Date of Degree
PhD (Doctor of Philosophy)
Julie M. Urmie
First Committee Member
Second Committee Member
William R Doucette
Third Committee Member
Linnea A Polgreen
Fourth Committee Member
Bernard A Sorofman
Previous studies have shown that Medicare Part D beneficiaries tend not to switch plans even though they are encouraged to reevaluate their current plans and switch plans if needed every year. Little is known about why this "plan stickiness" occurs, so there is a critical need to better understand this non-switching behavior.
This dissertation project aimed to describe how Part D beneficiaries processed information and how they perceived the plan switching process. It also aimed to describe how switchers and non-switchers were different and to test a model of Part D plan information processing that adapted from Motivation, Opportunity, and Ability (MOA) model.
To achieve these objectives, this study had a cross-sectional descriptive design and used a mixed- methods approach consisting of focus groups, interviews, and mailed survey. The qualitative study sample was recruited from two cities in Iowa and transcripts of audio-recorded discussions were analyzed. The population studied in the quantitative phase was voter registered Iowa Part D beneficiaries who were older than 65 and did not receive Low Income Subsidies (LIS). Stratified random sampling was used to identify survey subjects. An eight page survey assessing factors related to Part D plan decisions was developed and mailed to 2,250 subjects, with reminder postcards as well as phone calls used to increase response rate. Finally, confirmatory factor analysis and structural equation modeling (SEM) were used to test a model of Part D plan information processing.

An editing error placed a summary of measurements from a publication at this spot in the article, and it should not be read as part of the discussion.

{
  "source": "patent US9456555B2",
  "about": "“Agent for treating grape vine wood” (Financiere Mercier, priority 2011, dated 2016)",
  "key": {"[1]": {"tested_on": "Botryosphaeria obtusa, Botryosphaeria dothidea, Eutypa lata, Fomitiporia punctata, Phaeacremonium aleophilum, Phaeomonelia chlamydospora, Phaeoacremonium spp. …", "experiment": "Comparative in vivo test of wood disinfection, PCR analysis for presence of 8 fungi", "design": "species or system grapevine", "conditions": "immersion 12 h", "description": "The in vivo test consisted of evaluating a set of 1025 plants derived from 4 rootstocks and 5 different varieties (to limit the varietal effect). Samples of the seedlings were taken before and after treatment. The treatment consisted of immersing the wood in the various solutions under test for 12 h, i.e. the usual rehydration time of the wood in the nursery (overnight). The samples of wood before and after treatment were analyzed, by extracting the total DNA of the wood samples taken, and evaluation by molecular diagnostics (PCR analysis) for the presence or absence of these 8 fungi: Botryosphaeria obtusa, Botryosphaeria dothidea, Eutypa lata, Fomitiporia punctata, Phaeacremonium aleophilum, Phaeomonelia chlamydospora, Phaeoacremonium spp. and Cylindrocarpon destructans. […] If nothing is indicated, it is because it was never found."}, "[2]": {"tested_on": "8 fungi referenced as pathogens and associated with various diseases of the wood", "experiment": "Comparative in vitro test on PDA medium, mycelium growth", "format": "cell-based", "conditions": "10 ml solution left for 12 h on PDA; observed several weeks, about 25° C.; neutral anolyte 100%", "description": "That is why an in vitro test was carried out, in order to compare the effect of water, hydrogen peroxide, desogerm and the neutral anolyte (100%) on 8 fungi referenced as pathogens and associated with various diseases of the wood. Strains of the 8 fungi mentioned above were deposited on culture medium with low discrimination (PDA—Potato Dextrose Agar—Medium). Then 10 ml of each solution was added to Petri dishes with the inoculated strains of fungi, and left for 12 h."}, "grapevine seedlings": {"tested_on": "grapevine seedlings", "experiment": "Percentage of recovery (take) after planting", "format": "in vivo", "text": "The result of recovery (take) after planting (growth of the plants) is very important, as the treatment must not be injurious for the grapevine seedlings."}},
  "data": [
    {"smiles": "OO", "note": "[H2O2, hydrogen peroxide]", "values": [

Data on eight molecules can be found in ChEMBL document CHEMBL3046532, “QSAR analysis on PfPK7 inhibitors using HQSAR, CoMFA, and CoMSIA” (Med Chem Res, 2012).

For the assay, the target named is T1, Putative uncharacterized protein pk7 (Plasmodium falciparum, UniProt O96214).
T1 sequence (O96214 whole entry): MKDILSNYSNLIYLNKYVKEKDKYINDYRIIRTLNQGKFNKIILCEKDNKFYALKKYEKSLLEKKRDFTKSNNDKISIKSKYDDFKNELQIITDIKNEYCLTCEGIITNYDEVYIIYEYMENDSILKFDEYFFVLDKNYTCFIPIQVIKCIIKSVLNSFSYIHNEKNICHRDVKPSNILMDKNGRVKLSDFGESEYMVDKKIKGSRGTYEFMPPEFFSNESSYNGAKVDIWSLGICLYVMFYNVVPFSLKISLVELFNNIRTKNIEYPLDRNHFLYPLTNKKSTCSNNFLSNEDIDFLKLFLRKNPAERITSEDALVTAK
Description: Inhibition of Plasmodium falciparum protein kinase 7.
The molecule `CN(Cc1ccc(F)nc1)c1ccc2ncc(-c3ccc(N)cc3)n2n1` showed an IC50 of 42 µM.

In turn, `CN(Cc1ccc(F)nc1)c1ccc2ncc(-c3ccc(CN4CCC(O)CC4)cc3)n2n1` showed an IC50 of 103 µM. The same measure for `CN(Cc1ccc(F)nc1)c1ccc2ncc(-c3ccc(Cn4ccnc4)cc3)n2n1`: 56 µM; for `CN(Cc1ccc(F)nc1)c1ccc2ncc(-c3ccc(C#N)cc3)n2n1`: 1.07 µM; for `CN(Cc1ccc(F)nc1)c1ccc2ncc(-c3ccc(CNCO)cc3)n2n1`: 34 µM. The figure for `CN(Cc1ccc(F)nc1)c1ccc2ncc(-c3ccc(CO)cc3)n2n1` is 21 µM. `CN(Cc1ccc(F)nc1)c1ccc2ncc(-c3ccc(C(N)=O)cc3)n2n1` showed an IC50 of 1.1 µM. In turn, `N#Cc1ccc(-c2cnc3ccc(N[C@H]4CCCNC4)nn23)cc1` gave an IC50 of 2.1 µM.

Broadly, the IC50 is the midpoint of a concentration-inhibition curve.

A total of 16 participants from three focus groups and three interviews were included in the qualitative analysis. The results indicated that Part D beneficiaries processed different amounts of information even though they made the same decision (i.e. non-switching); whether to receive help from others in reviewing coverage options emerged as an important theme in the plan switching decision.
A usable response rate of 22.5 percent was obtained. Of this sample, 264 respondents were non-LIS Part D beneficiaries and were used for further analysis. About one fifth of the sample switched plan between 2012 and 2013, supporting existing literature that has reported a low plan switching rate. Switchers and non-switchers had few demographic differences, but twice as many switchers as non-switchers received help from others in reviewing coverage options. The results from the SEM analysis indicated that those who had lower risk perception about plan switching, higher motivation, and higher self-efficacy were likely to read larger amounts of plan information. They also indicted that higher perceived risk, involvement, and self-efficacy were positively associated with motivation to process plan information.
The findings of this dissertation suggest that plan stickiness has two types - active (i.e. informed choice) and passive (i.e. inertia) - depending on the amount of information processed, which was determined by beneficiaries' levels of perceived risk, motivation, self-efficacy, and needs. Furthermore, findings suggest that whether to receive help in understanding plan information may play a large role in leading informed beneficiaries to act on their knowledge and switch plans.
The present study is the first to integrate the concept of information processing to understand Part D beneficiaries' plan switching decisions and the first to examine psychological factors affecting beneficiaries' information processing as well as their plan switching decisions. Study findings will help policy makers developing efficient communication strategies with beneficiaries to help them to make informed choices.
Inertia, Medicare Part D, Plan choice, Prescription drug plan
xi, 174 pages
Includes bibliographical references (pages 168-174).
Copyright 2014 Jayoung Han